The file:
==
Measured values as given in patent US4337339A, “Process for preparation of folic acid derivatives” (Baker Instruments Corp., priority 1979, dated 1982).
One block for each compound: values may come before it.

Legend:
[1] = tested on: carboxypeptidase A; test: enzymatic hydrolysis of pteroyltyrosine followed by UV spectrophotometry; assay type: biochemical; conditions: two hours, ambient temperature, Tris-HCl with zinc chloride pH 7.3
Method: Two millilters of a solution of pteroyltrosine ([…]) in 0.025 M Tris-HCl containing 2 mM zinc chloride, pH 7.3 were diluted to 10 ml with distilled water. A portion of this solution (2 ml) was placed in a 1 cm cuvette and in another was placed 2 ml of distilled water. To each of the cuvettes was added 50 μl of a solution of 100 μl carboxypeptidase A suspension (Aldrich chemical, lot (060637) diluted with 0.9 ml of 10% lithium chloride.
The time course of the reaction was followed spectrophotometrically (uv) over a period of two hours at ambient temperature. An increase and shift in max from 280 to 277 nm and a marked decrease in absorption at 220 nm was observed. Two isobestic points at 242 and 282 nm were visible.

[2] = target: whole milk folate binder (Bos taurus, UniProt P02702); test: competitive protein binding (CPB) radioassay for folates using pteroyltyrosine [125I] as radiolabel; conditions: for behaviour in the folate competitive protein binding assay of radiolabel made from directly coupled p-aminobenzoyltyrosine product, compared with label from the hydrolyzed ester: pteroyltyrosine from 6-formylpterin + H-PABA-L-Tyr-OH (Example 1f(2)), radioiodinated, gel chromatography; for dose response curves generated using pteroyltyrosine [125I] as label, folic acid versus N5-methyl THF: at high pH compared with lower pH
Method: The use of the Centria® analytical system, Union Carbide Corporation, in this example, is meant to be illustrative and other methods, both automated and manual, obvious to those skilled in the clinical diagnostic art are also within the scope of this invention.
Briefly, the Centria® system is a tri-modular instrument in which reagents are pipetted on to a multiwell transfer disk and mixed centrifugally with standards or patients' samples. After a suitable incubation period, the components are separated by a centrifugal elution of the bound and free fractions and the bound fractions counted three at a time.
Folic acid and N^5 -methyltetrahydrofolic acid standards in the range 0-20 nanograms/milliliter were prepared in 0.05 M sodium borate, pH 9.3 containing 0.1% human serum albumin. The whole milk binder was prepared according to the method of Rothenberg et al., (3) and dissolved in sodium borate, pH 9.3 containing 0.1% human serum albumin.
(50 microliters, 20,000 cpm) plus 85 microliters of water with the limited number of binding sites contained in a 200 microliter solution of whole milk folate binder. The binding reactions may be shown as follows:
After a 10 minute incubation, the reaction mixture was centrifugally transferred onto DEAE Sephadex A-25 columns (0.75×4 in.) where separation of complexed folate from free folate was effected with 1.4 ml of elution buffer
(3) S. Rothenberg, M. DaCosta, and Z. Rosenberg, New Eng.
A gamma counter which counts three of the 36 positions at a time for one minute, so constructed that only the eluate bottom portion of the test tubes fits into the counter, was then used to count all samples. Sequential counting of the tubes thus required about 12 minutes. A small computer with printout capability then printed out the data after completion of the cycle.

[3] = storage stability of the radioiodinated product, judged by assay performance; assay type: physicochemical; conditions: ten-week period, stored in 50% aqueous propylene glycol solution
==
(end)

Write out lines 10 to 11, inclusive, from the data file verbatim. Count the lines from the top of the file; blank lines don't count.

Folic acid and N^5 -methyltetrahydrofolic acid standards in the range 0-20 nanograms/milliliter were prepared in 0.05 M sodium borate, pH 9.3 containing 0.1% human serum albumin. The whole milk binder was prepared according to the method of Rothenberg et al., (3) and dissolved in sodium borate, pH 9.3 containing 0.1% human serum albumin.
(50 microliters, 20,000 cpm) plus 85 microliters of water with the limited number of binding sites contained in a 200 microliter solution of whole milk folate binder. The binding reactions may be shown as follows: